For the past 15 years, Christmases have been joyful but stressful as we’ve split ourselves between my family (in the North East) and my husband’s family (in the North West). It’s always been a whirl wind of packing, driving, flitting between places, dropping things off at ours only to leave immediately and travel another hour to somewhere else. As we’ve added a dog and 2 children into the mix, things have only become more full on and (quite literally) squashed. We’ve loved spending time with all our family and I wouldn’t swap the Christmas adventures we’ve had so far, but this year my eldest said she wanted to stay home for Christmas.
- She didn’t want to spend Christmas travelling.
- She wanted to put out milk and cookies for Santa and have him come to our house.
- She wanted a simpler Christmas.
So we decided that we would try it and actually embrace this idea of a simpler Christmas all round.
A ‘simple Christmas’ means different things to different people, but for us, it looks a little bit like this.
Creating more space between Christmas visits
After spending Christmas day at home, we’ll still go to visit both our family’s a few days later, but we won’t try to piggy back them on one another and there won’t be any pressure to create the ‘Christmas day’ experience. Hopefully we’ll create some new Christmas traditions to share with our families over this time.
More space to relax in the run-up to Christmas
We’re limiting the amount of days we plan for Christmas outings this year and leaving more space to relax. Baking mince pies at home, walking in the open air and having spontaneous adventures. Sometimes it feels like you need to be on every ‘Santa Train’ or in every ‘Nordic Beer Tent’ but Christmas is about the small stuff as well. The feeling of Christmas as well as the doing of Christmas. Finding that balance between ‘being’ and ‘doing’ is our aim for this year.
Focusing on giving, rather than gifting
Christmas is all about giving isn’t it and it’s probably the time of year that we feel most generous to those around us. We’re trying to keep the spirit of that by:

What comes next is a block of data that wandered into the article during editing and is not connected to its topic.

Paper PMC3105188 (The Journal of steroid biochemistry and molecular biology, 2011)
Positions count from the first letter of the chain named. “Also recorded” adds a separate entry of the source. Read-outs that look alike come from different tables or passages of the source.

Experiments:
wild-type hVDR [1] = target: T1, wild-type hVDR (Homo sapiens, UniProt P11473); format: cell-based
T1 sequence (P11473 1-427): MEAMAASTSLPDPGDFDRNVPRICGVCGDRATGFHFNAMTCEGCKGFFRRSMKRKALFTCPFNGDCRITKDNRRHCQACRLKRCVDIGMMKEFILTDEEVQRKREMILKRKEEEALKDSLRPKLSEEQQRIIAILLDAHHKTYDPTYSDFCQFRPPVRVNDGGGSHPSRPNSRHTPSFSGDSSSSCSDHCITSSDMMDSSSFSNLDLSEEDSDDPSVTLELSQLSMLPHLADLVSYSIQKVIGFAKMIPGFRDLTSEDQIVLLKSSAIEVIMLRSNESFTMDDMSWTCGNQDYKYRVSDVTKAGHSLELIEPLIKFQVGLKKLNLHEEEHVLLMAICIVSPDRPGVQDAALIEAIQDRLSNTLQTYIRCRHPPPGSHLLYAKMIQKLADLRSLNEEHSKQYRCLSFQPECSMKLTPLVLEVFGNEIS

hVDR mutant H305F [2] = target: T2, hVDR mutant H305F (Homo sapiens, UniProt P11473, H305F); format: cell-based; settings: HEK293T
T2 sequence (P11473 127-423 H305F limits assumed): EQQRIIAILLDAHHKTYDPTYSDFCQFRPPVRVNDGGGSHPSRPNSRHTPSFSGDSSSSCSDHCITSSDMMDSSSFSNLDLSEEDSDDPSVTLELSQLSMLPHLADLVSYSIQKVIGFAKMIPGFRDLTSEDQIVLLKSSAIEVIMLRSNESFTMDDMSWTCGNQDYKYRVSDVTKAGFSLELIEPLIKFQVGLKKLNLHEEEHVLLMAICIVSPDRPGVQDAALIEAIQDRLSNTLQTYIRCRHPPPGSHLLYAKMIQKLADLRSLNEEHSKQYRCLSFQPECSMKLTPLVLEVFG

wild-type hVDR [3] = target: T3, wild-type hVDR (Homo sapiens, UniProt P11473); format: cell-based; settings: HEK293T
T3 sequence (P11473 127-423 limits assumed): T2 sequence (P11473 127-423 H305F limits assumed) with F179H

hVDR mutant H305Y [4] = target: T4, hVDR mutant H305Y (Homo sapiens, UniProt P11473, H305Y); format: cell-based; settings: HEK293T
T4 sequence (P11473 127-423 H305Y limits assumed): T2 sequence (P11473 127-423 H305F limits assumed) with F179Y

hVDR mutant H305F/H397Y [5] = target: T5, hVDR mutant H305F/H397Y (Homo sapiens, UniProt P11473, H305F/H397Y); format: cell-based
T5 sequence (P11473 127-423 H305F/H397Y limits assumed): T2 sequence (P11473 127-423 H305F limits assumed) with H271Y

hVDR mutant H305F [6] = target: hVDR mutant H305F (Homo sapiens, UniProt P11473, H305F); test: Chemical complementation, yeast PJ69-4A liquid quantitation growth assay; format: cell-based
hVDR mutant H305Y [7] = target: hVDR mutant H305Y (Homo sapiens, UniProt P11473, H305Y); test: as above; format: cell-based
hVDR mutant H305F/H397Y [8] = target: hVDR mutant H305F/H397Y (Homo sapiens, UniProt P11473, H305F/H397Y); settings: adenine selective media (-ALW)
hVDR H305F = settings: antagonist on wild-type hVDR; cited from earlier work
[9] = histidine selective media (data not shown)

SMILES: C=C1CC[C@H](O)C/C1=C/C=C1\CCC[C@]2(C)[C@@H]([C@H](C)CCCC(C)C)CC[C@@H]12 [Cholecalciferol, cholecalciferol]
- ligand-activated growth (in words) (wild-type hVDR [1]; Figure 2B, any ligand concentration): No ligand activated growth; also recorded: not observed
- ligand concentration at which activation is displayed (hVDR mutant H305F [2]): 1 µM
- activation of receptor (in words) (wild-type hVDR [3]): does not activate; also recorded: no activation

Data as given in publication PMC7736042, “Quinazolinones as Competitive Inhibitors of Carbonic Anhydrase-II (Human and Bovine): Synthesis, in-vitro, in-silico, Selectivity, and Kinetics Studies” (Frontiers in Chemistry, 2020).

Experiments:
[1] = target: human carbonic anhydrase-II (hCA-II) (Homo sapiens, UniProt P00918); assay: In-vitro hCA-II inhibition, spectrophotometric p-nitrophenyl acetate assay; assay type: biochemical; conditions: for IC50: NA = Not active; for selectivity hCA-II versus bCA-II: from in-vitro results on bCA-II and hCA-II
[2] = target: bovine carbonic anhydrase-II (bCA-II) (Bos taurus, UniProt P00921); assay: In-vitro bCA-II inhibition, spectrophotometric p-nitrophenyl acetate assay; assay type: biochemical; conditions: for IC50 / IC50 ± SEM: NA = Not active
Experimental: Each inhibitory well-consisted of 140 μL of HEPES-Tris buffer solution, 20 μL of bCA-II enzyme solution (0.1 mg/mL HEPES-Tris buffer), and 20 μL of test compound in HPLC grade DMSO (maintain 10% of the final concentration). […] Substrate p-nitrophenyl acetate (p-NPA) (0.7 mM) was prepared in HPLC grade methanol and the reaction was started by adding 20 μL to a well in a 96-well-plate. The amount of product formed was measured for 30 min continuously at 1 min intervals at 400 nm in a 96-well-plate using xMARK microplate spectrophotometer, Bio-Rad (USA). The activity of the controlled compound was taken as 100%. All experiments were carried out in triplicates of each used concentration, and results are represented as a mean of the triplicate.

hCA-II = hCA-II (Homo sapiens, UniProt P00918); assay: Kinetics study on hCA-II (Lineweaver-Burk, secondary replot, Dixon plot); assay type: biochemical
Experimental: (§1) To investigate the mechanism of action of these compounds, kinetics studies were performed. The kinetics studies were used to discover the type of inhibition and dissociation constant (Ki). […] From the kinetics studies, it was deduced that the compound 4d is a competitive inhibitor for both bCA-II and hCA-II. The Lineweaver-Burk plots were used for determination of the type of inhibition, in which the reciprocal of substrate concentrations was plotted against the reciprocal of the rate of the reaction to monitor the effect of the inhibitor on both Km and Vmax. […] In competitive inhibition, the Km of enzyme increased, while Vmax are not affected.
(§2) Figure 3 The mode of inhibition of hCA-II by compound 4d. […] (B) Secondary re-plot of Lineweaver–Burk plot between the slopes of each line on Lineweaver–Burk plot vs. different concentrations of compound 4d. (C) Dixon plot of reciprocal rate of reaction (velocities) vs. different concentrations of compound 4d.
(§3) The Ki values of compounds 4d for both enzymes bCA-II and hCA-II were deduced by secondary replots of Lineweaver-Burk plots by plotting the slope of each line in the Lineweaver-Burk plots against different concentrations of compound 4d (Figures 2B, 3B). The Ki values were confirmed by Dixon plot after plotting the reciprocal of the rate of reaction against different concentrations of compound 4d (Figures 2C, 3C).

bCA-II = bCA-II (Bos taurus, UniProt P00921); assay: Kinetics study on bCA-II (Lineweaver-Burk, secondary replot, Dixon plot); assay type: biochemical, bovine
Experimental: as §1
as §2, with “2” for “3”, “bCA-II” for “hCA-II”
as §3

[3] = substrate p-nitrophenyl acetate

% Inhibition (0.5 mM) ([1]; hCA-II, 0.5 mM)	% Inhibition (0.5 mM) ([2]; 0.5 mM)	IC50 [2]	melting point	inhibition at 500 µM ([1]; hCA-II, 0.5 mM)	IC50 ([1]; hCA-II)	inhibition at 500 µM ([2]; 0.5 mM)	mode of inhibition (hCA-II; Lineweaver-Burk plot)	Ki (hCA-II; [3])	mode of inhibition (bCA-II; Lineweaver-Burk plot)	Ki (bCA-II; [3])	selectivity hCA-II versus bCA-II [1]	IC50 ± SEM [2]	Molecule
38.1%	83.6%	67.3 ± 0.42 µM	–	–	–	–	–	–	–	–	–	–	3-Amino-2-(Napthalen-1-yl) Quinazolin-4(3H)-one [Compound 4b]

- Giving to charity
- Being kind (we make and do a yearly kindness advent calendar at home)
- Giving thoughtful and ethical gifts where we can, but not beating ourselves up about buying our daughter the toy she really wants. Small shifts still make a difference.
Enjoying the making of Christmas
By giving ourselves more time, we’re hoping to enjoy the making of Christmas. I really enjoy cooking so embracing that process over Christmas will be great. My daughter has picked out a ‘Christmas Pudding Baked Alaska’ (I know, I’m not sure how I feel about that either) she wants to have for dessert so we’ll make that together in advance. When we work together and enjoy the process of doing something, it feels good rather than stressful.
Letting go of high expectations
I’ll admit that I do covet the perfect ‘Pintrest’ Christmas, but beating ourselves up for not having a colour coordinated tree, or cooking the perfect dinner is a recipe for stress and tension. Lets just embrace what we’re good at and accept the imperfect stuff as part of ‘our’ Christmas. No-one ever looks back and remembers how perfectly the presents were wrapped. They remember the fun and the unique things like parading the turkey round the table or the excitement of opening a stocking left at the end of the bed.
I’m running a ‘Mindful Advent Calendar’ on my Facebook page this December, with mindful tips and gifts every day. Please do like and follow my page if you’d like to join in.